Unfortunately, I don’t have a ton to say about this book. It’s not even that it’s bad; it’s just unremarkable, I suppose. It’s about two girls, one in Virginia and one in an IDP camp in Africa. Girl #1 sponsors Girl #2, and they write letters to each other. It becomes a little more plausible by introducing a friend of Girl #2 who has been educated and can take dictation, plus translators who convert the Arabic letters to English.
So Girl #1 has issues with school and learning, not to mention daddy issues after an ugly divorce. The letters, of course, teach her to put things in perspective, because there are people with far worse problems than she. Girl #2 is very young and pregnant post a rape experience, and her letters are just so full of brightness and compassion for Girl #1 anyway. How sweet. Continue reading
Okay. So I have to admit that I read this in just a few hours, all in one plane ride, so it’s obviously not terrible or hard to read.
But also, I don’t really get what just happened, nor do I totally think this is a book that should have been published. Also, there might be spoiler-ish tidbits in here, but I don’t really think they are significant. And anyway, this book needs no reviews, because no matter how much it deserves criticism like any other book, it was a bestseller long before it was published, and it will continue to be.
First, none of the “sequels” to The Giver are actually very good; they’re just decent. They all read as strange, and forcing them into the world of The Giver seems to limit them rather than serve as a fountain for drawing creativity. Continue reading
Guys, I just saw The Dark Knight Rises and I have so many feelings and opinions that I have to repeat everything I said while watching the movie in the theatre and then some.
This is in no particular order. It’s probably spoilerrific, but I assume if you’re reading this, not only do you not care, but you’ve already seen the movie. Still, you’ve been warned, I guess.
- When did Alfred get a chance to travel back in time and get raised in even farther east London and pick up even more of an accent?
- Seriously, having the BIGREVEAL at the end when a lady tells Cameron-I-mean-Officer-I-mean-Detective-Blake that his name Robin is nice is just lame.
- There’s something that feels like a big failure when your name is Christopher Nolan and you’re kind of famous for doing these awesome movies and then you end your trilogy with a shoutout to the end of a Dan Brown novel. Continue reading
In seventh grade, I decided I needed to grow up and stop reading kiddy books and doing kiddy things. So I began to only read “adult” books, which means I started with somewhat legitimate books, like Memoirs of a Geisha, and then I moved into something that I discovered and adored–books from the publisher Red Dress Ink, which I later learned was a bunch of stuff called “chick lit.” I loved it, because I hated being 13 and knew even then that my twenties was when I was really going to come into my own. (I held onto that belief and it turned out to be true; much from third grade to the end of college was a lot of angst, frustration, and unhealthiness that I try not to think about.) There were girls traveling through Europe and waking up in a hostel to see their best friends having sex in the next bed. There were girls who lived alone and loved it, who made their own rules and had jobs and ate ice cream for dinner. And there were a whole lot of girls who worked in publishing, and that was awesome. Continue reading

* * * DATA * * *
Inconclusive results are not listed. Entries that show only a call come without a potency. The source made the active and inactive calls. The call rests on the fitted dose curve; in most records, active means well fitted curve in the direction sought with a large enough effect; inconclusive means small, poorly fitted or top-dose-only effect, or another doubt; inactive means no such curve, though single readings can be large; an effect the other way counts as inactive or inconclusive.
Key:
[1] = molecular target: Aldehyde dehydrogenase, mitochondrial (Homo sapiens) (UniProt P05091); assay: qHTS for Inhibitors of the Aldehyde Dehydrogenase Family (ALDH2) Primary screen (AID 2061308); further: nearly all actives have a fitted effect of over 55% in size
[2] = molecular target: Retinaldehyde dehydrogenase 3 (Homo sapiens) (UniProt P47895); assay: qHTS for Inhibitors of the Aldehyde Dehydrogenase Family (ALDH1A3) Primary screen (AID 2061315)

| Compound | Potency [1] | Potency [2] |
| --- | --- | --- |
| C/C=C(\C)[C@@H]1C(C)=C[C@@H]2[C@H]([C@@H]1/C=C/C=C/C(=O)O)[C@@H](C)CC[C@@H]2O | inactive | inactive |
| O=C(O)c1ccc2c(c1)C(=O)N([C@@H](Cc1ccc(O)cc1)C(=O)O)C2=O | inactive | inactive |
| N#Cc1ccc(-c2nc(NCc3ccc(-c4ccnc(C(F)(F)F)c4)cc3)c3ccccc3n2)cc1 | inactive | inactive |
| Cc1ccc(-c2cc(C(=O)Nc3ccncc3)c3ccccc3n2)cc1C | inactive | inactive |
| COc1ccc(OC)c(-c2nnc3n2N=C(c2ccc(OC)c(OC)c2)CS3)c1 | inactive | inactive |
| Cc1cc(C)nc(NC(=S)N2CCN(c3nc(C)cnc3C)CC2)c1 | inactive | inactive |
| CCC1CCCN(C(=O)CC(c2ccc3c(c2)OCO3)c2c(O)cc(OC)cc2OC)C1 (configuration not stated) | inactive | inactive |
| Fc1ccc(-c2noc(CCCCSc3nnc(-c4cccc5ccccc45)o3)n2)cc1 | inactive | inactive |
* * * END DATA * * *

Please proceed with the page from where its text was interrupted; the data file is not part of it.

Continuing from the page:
I’m not convinced that my to-read list is always 2394870329478 titles long (okay, about 300) because I like reading. I do like it, but I think I often feel dissatisfied with the fiction I’ve been reading, and I get bored with it easily. And my reading interests have changed greatly since I was a child, when I really did just enjoy getting lost in a book. I don’t list reading as one of my pastimes because narratives draw me in. That’s why I like television, but it’s no longer the primary reason I read.
I do still like getting lost in a good story now, but it’s not my biggest reason for reading, I think. If I look back to the point in my life when I stopped reading voraciously and just, well, read books sometimes (roughly 7th grade to freshman year of college), it came around the same time that everything in my life was frustrating and dissatisfying. To avoid talking about my angst and my mental health problems and my physical health problems, let’s just move to how it was frustrating academically. I hated school, and I hated even more the idea that everyone around me thought I loved it, just because I did well in it. If I look back at my blog posts and journal entries and yearbook messages and penpal letters from that period, I think it’s pretty clear that I was one of those gifted kids who, instead of seeking out challenges and creating her own, largely took a lack of interesting or challenging ways of getting into what she was learning as a reason to be angry and to disengage.
I don’t want to place blame, because I used to do that a lot, and it was only somewhat founded. Continue reading